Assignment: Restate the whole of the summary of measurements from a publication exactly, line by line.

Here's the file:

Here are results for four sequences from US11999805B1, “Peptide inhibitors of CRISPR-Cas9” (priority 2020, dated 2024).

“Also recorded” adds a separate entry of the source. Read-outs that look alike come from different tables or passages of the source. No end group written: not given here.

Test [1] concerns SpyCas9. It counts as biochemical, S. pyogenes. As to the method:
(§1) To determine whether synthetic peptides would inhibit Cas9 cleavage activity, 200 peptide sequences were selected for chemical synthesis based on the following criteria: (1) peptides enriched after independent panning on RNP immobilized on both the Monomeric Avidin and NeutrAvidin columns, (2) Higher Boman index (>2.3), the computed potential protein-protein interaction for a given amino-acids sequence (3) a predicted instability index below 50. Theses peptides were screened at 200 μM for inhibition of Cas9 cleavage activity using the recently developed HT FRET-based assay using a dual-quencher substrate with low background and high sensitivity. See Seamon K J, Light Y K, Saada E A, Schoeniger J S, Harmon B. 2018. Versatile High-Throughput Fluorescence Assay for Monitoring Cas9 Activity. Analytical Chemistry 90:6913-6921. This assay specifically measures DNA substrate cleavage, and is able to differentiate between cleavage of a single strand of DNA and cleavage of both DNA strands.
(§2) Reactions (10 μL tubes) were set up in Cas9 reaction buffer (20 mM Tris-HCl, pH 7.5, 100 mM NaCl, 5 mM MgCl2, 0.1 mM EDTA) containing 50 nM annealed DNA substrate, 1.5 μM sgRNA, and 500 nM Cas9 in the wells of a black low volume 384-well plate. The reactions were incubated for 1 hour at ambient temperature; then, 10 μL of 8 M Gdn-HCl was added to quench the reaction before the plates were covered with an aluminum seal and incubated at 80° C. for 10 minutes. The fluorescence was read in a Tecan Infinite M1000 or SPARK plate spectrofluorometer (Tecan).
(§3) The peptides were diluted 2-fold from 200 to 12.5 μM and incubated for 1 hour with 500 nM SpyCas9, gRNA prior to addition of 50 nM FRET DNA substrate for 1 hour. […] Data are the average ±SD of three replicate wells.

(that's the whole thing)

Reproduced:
Here are results for four sequences from US11999805B1, “Peptide inhibitors of CRISPR-Cas9” (priority 2020, dated 2024).

“Also recorded” adds a separate entry of the source. Read-outs that look alike come from different tables or passages of the source. No end group written: not given here.

Test [1] concerns SpyCas9. It counts as biochemical, S. pyogenes. As to the method:
(§1) To determine whether synthetic peptides would inhibit Cas9 cleavage activity, 200 peptide sequences were selected for chemical synthesis based on the following criteria: (1) peptides enriched after independent panning on RNP immobilized on both the Monomeric Avidin and NeutrAvidin columns, (2) Higher Boman index (>2.3), the computed potential protein-protein interaction for a given amino-acids sequence (3) a predicted instability index below 50. Theses peptides were screened at 200 μM for inhibition of Cas9 cleavage activity using the recently developed HT FRET-based assay using a dual-quencher substrate with low background and high sensitivity. See Seamon K J, Light Y K, Saada E A, Schoeniger J S, Harmon B. 2018. Versatile High-Throughput Fluorescence Assay for Monitoring Cas9 Activity. Analytical Chemistry 90:6913-6921. This assay specifically measures DNA substrate cleavage, and is able to differentiate between cleavage of a single strand of DNA and cleavage of both DNA strands.
(§2) Reactions (10 μL tubes) were set up in Cas9 reaction buffer (20 mM Tris-HCl, pH 7.5, 100 mM NaCl, 5 mM MgCl2, 0.1 mM EDTA) containing 50 nM annealed DNA substrate, 1.5 μM sgRNA, and 500 nM Cas9 in the wells of a black low volume 384-well plate. The reactions were incubated for 1 hour at ambient temperature; then, 10 μL of 8 M Gdn-HCl was added to quench the reaction before the plates were covered with an aluminum seal and incubated at 80° C. for 10 minutes. The fluorescence was read in a Tecan Infinite M1000 or SPARK plate spectrofluorometer (Tecan).
(§3) The peptides were diluted 2-fold from 200 to 12.5 μM and incubated for 1 hour with 500 nM SpyCas9, gRNA prior to addition of 50 nM FRET DNA substrate for 1 hour. […] Data are the average ±SD of three replicate wells.